The Southwestern Historical Quarterly, Volume 25, July 1921 - April, 1922 Page: 19
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Annexation of Texas and the Mississippi Democrats 19
"'twere well' done if it were done quickly."
The reasons for annexation which are dwelt upon with most in-
sistence by the party organs are similar to those with which we
have become familiar. The most widely read and influential
party journal perhaps was the Mississippi Free Trader, published
at Natchez, and edited for a time by John F. H. Claiborne, the
well-known historian. From the beginning to the end of the
campaign this paper strove to impress upon its readers the im-
portance from every angle to the South of annexation. For this
would ensure the safety of the southwest, secure the command of
the Gulf, crush the abolitionist intrigues of England, and above
all, give the slaveholding states a perpetual majority in the Senate
of the United States. In editorial after editorial the Whigs of
the North were charged with being open and avowed abolitionists,
who were creating in the masses a deep and an undying hostility
to the southern slaveholder,-"having read us out of the church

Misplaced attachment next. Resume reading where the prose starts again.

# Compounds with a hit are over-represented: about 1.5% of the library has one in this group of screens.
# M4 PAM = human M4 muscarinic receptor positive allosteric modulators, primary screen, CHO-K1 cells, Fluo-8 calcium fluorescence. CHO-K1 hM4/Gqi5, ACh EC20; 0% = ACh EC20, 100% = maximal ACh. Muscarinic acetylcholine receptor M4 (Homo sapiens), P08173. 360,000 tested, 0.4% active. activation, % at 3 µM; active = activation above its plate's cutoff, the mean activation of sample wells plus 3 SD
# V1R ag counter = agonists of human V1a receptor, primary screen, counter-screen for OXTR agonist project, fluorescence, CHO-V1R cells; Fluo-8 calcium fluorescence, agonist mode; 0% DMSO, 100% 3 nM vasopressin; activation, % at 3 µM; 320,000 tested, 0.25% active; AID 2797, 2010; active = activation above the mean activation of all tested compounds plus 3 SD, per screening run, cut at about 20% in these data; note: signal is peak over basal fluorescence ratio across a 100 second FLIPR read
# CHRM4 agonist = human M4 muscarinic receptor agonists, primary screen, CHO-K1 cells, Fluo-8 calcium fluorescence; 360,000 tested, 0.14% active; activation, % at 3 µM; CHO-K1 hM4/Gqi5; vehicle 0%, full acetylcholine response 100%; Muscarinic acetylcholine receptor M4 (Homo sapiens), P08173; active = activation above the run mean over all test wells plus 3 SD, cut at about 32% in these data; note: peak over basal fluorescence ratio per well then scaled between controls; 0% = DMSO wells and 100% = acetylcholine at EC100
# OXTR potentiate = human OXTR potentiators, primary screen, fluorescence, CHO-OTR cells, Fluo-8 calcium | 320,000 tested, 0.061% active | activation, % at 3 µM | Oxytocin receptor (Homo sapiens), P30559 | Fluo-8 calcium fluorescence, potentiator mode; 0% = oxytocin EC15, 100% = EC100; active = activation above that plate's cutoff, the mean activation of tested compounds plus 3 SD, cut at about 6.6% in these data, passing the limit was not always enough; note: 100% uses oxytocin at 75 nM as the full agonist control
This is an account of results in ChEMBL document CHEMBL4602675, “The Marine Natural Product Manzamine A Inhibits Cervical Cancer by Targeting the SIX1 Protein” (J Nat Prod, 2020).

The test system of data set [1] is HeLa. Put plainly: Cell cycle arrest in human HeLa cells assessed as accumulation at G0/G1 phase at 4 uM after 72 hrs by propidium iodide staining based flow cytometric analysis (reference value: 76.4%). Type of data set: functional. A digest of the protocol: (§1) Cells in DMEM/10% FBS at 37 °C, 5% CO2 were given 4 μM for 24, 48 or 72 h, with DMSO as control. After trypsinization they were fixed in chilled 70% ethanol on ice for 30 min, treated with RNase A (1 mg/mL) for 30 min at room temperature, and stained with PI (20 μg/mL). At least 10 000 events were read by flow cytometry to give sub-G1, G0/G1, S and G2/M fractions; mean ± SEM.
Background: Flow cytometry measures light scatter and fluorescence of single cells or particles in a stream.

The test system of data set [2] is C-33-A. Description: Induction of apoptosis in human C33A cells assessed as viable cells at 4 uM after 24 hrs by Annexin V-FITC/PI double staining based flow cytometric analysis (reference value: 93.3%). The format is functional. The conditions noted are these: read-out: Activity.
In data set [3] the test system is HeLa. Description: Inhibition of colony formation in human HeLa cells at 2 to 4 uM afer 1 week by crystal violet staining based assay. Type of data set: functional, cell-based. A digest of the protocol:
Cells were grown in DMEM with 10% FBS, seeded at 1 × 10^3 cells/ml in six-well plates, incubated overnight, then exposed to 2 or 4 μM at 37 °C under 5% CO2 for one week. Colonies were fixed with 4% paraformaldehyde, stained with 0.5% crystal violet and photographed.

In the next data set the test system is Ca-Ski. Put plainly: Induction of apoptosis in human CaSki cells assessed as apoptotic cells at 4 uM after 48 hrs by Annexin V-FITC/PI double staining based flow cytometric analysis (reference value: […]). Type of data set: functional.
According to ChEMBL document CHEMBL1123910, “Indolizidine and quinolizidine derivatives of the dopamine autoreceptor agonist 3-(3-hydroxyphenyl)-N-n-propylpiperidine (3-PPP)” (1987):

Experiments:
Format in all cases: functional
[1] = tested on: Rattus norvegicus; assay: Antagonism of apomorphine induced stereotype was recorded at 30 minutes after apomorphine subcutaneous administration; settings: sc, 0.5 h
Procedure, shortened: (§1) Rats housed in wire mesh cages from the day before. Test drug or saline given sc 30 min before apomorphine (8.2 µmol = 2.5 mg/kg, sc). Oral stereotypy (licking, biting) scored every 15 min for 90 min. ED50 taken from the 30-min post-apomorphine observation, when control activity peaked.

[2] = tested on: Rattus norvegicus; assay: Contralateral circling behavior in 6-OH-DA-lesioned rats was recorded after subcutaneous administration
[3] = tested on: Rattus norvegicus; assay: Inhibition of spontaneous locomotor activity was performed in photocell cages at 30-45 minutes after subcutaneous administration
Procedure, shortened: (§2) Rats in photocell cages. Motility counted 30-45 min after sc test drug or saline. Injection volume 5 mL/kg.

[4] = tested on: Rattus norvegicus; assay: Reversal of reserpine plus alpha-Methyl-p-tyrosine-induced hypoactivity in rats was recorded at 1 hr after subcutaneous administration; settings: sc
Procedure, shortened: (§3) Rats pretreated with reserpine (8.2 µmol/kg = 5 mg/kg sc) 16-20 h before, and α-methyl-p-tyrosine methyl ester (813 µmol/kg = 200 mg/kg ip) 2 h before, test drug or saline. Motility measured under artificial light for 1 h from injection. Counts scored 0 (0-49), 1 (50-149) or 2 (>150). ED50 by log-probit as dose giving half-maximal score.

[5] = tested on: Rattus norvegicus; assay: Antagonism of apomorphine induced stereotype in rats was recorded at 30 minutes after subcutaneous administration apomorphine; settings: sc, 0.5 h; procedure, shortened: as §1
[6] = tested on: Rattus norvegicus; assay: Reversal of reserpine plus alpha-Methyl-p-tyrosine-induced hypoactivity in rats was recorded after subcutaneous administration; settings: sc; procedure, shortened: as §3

of God they claim the privilege of interfering in our domestic
relations and of promoting the abolition of slavery throughout the
world." As the day of election drew near, the Free Trader be-
came almost frantic in its appeals to the "patriots of all parties"
to awake to a sense of their danger involved in the election of
Clay; the mass of the northern Democrats were with the South
on the Texas question; only the election of the Democratic nom-
inees could save the freemen of the South from being driven in a
few years either "to abolish slavery or to defeat it with their
So far as the other Democratic journals are concerned, most of
them simply reiterated the arguments of the Free Trader in favor
of annexation. The radical Vicksburg Sentinel declared that all
other questions were mere moonshine compared with the annex-
ation issue, involving as it did the great contest between slave in-
stitutions and abolition. It solemnly warned southern Whigs
"there is swelling up on all sides a feeling against slavery, in-
creasing so fast that this may be the last Congress in which the
aThe Vicksburg Sentinel, Jan. 20, 1845, complained that scheming
politicians were seeking to array the moral and religious feeling of the
world against Southern institutions.
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Texas State Historical Association. The Southwestern Historical Quarterly, Volume 25, July 1921 - April, 1922, periodical, 1922; Austin, Texas. (texashistory.unt.edu/ark:/67531/metapth101082/m1/25/: accessed August 22, 2017), University of North Texas Libraries, The Portal to Texas History, texashistory.unt.edu; crediting Texas State Historical Association.